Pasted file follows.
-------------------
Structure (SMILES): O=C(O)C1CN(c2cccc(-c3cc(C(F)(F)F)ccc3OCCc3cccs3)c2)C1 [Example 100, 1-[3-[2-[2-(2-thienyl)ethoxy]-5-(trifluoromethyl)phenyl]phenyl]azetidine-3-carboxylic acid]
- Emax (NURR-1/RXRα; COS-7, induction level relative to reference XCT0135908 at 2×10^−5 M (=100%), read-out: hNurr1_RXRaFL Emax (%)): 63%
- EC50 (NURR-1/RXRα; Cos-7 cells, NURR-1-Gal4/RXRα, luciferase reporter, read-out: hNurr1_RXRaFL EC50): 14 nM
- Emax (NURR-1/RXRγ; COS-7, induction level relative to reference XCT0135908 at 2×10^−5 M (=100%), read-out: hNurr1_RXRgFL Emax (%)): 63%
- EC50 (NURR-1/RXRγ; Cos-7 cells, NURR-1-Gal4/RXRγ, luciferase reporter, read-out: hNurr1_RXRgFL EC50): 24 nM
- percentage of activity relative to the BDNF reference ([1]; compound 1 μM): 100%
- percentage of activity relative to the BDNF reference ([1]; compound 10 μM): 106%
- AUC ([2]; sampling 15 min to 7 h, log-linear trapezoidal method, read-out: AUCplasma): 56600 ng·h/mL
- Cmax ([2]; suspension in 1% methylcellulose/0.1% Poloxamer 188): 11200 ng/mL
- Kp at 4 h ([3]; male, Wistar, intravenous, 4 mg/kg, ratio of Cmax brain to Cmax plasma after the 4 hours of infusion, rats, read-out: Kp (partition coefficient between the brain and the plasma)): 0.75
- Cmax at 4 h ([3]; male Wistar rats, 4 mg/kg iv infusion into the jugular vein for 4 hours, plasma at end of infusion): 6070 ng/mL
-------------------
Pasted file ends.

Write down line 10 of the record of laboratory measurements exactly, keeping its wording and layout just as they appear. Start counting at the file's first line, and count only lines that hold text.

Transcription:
- Kp at 4 h ([3]; male, Wistar, intravenous, 4 mg/kg, ratio of Cmax brain to Cmax plasma after the 4 hours of infusion, rats, read-out: Kp (partition coefficient between the brain and the plasma)): 0.75